Letter to Rabbis for a Cease Fire

by Phyllis Chesler

Rabbis: I reach out to you, not as your sworn enemy but as a foremother. However, your recent demonstration at the UN Security Council has broken my heart. If I were blowing a shofar, something that I’ve never done, I would sound out a long Shevarim, which is the sound of a broken heart and also a cry for help.

I, and the movement in which I served, have pioneered many of the ideas that you have continued to evolve. Like you, I recognize the wisdom of Yohanan ben Zakkai who, after the destruction of the Second Temple, taught us that we must take moral responsibility for each other, speak out against injustice, especially within our own tribe. You call this “tikun olam,” repairing the world, although the phrase may also have very different meanings.

Above all, we are meant to be kind to each other.

Sisters! Brothers! You know far more Torah and Talmud than I do. Some of you have or have had congregations and have held Jewish communities together. Some of you have taught Talmud, officiated at B’nai Mitzva, weddings, and funerals. Others have written articles, books, and certainly leyned from the Torah.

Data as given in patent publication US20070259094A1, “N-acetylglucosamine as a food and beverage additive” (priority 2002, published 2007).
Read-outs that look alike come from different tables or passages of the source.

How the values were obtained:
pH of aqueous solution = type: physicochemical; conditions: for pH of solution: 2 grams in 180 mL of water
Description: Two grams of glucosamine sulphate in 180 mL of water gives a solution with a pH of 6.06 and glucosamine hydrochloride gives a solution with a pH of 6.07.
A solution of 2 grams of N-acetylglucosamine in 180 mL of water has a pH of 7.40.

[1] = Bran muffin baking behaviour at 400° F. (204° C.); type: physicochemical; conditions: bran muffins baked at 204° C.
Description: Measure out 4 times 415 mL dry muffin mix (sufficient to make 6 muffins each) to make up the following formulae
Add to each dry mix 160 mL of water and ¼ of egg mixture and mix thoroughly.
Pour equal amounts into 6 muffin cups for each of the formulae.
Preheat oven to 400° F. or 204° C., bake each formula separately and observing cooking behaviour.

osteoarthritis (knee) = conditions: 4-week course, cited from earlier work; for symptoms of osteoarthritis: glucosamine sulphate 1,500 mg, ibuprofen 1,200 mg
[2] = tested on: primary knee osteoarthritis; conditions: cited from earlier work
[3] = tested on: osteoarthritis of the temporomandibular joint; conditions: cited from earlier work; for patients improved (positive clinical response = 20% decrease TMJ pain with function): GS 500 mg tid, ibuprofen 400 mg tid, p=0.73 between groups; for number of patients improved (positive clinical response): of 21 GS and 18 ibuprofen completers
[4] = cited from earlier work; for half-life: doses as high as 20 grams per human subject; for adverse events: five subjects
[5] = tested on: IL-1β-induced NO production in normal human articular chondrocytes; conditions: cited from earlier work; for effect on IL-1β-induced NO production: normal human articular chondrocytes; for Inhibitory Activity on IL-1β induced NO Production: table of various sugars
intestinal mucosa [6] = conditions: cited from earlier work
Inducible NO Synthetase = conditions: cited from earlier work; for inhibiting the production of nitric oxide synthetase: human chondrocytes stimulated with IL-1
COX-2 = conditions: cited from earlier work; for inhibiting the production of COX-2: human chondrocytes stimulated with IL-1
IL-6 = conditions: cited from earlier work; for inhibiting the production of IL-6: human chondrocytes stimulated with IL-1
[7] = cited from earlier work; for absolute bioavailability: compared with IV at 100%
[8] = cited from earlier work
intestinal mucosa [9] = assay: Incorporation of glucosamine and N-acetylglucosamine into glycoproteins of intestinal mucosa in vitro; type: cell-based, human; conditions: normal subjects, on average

Therefore, why did you, Rabbis for A Cease Fire, so inappropriately drape yourselves in tallesim as if a prayer shawl is a fashion statement, or a tried-and-true signal of a politically correct “performance?” Why blow a shofar at the UN? Is this another political prop to bolster your rabbinical identities?

Whose attention or approval do you seek?

Why did you launch a demonstration at the UN Security Council–the very place that has so dangerously, and for so long, condemned only Israel among the nations? And another demonstration at the UN General Assembly? Why not sing the prophet Isaiah’s words to Hamas and Iran, as well as to President Biden, which you did at the Security Council?